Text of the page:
In any good novel, whether or not it’s a crime fiction novel, a big part of what draws the reader in (or doesn’t) is the set of characters. Characters tend to be most believable if they fit in as you might put it with their place and time. But sometimes it can add some interest to a novel if a character is anachronistic, whether it’s seeming to come from an earlier place and time, or being ahead of her or his time. There are people like that in real life, and anachronistic characters can lend an interesting perspective to a story too.
In Agatha Christie’s Five Little Pigs (AKA Murder in Retrospect) for instance, we meet Meredith Blake. He, his brother Philip, and three other people are on hand one terrible day when famous painter Amyas Crale suddenly dies of what turns out to be coniine poisoning. The most obvious suspect is Crale’s wife Caroline, who knows that he’s having an affair with another woman, and who has been heard to threaten him. In fact, she is arrested, tried and convicted. But sixteen years later, her daughter Carla Lemarchant asks Poirot to clear Caroline Crale’s name. Carla is certain that her mother wasn’t guilty and wants proof of that. Poirot agrees to look into the matter and interviews the five people who were present on the day of the murder. He also gets written accounts from each one of the days up to and including the murder. One of those people is Meredith Blake, who is in many ways more of a Romantic or Victorian character than a modern one. We see that in what he says about Caroline Crale:
‘‘Caroline-I had always-well, I had always been very fond of Caroline. There was a time when-when I hoped to marry her. But that was soon nipped in the bud. Still, I remained, if I may say so, devoted to-to her service.’
Poirot nodded thoughtfully. That slightly old-fashioned phrase expressed, he felt, the man before him very typically. Meredith Blake was the kind of man who would devote himself readily to a romantic and honourable devotion. He would serve his lady faithfully and without hope of reward. Yes, it was all very much in character.’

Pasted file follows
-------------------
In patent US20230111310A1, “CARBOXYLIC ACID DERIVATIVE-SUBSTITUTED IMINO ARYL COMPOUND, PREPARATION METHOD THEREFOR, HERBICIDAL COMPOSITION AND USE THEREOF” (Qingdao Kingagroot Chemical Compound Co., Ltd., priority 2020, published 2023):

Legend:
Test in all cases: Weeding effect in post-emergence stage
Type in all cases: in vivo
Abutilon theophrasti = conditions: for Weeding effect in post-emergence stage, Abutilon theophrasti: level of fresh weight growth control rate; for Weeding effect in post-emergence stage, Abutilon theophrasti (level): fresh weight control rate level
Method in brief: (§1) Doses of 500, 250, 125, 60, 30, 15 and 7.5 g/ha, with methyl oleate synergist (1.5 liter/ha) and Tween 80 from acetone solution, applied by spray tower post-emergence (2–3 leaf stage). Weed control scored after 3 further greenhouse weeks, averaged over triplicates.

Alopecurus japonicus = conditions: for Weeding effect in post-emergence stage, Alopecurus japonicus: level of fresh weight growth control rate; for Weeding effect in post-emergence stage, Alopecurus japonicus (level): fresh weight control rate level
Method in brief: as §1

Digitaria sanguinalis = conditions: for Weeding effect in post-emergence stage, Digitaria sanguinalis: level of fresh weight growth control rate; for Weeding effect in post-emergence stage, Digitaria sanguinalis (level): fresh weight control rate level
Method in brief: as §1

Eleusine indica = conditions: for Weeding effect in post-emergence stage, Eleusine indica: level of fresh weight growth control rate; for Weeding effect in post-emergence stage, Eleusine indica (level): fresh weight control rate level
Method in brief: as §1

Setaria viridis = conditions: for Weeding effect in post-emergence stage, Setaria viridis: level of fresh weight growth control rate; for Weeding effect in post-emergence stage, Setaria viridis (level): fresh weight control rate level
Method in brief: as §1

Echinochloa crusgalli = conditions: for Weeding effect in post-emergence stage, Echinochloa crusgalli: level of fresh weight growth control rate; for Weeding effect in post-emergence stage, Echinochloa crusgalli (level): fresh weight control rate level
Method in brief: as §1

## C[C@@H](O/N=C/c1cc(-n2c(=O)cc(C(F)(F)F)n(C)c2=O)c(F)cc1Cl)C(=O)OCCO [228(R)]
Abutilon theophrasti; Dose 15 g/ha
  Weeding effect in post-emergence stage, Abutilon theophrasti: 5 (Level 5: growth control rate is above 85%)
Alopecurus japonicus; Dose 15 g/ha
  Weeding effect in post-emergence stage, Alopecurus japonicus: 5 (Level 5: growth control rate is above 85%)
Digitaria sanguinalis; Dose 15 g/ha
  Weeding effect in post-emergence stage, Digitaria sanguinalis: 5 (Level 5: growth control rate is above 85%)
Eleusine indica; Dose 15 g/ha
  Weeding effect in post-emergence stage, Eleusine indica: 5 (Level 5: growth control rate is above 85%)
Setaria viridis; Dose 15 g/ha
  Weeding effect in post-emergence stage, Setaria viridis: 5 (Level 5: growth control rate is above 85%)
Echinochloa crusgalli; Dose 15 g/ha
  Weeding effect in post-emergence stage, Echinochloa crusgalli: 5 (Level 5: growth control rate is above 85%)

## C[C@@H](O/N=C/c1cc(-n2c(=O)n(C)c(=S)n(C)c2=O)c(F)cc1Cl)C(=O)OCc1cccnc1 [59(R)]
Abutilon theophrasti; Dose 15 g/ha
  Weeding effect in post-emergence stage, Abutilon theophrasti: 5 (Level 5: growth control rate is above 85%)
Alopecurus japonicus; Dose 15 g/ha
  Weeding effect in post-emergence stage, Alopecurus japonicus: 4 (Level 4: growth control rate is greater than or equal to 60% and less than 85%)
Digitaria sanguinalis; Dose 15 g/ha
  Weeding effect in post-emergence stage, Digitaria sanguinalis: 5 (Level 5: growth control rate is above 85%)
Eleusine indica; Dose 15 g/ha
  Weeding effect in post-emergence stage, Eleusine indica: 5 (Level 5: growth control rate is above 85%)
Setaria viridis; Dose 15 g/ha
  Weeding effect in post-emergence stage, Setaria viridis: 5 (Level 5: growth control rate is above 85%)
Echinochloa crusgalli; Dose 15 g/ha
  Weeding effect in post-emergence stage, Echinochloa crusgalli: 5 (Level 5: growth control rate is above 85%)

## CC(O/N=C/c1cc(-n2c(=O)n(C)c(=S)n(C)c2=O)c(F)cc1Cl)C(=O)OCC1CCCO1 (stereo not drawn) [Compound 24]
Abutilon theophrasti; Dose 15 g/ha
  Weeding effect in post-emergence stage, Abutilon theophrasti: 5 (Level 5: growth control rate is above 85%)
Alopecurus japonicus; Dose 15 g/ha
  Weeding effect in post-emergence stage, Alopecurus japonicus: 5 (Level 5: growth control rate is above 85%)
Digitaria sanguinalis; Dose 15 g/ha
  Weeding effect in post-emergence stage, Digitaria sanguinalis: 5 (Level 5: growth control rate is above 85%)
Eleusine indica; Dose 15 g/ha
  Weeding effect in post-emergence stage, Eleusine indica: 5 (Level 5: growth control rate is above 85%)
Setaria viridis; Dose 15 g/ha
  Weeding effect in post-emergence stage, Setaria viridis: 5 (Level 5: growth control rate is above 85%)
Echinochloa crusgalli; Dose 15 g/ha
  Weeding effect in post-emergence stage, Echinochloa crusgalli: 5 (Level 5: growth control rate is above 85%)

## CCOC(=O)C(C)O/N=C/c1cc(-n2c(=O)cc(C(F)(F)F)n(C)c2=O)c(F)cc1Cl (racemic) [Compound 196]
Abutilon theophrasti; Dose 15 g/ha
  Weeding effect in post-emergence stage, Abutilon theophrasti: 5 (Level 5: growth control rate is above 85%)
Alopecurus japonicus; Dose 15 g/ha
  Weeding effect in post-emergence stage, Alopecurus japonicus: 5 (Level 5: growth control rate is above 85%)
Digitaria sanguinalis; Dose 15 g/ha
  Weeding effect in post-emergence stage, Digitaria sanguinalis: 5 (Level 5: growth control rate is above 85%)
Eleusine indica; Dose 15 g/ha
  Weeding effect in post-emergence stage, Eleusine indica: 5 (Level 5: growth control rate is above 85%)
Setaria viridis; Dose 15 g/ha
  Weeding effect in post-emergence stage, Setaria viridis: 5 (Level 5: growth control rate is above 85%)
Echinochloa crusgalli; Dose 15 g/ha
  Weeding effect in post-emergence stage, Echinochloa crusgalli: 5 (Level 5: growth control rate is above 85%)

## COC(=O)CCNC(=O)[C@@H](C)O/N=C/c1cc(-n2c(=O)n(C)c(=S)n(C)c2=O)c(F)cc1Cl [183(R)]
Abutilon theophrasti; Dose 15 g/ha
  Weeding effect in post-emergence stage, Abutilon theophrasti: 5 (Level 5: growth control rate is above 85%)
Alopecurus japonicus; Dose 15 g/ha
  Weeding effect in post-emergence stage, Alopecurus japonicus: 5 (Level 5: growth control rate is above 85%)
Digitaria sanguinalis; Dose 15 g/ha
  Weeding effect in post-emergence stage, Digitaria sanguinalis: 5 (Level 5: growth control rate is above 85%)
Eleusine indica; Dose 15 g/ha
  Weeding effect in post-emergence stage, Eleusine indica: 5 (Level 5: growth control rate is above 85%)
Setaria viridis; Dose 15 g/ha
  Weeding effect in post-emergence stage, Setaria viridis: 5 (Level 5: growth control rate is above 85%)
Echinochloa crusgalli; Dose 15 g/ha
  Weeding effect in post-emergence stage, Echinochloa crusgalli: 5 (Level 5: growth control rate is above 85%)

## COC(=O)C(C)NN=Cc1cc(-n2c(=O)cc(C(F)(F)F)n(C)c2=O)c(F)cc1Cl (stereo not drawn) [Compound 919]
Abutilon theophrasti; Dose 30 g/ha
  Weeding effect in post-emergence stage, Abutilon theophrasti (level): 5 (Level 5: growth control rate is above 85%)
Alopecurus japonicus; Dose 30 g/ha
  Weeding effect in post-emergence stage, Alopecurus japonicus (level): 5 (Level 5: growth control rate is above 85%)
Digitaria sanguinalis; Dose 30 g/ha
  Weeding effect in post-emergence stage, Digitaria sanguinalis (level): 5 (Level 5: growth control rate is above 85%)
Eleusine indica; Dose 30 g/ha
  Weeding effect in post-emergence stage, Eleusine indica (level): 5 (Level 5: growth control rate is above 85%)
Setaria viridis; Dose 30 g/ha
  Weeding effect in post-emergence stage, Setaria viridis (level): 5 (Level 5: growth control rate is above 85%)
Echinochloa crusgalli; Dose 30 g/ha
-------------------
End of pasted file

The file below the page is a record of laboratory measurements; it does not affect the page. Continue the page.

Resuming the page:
We also see it in Blake’s distaste for raking up the matter again and discussing unpleasantness like murder.
We see a more disturbing side of anachronistic characters in Barbara Vine’s (AKA Ruth Rendell) The Minotaur. Swedish nurse Kerstin Kvist is hired by the Cosway family to look after thirty-nine-year-old John Cosway, who is said to be schizophrenic. She accepts the position and moves into the Cosways’ home Lydstep Old Hall. Right from the start, she is struck by the fact that the Cosways seem to live and behave as though they were in the Victorian Era. In some ways, there’s been a disconnect between their lifestyle and modern life. What’s more, Kvist soon sees that her patient is kept heavily medicated by order of his mother, the family matriarch. Kvist comes to believe that that much medication is detrimental to her patient so, without telling anyone, she begins withholding it. Her choice has terrible consequences and leads to real tragedy, and throughout the novel, it’s interesting to see how that connection to the Victorian Era plays out in the family.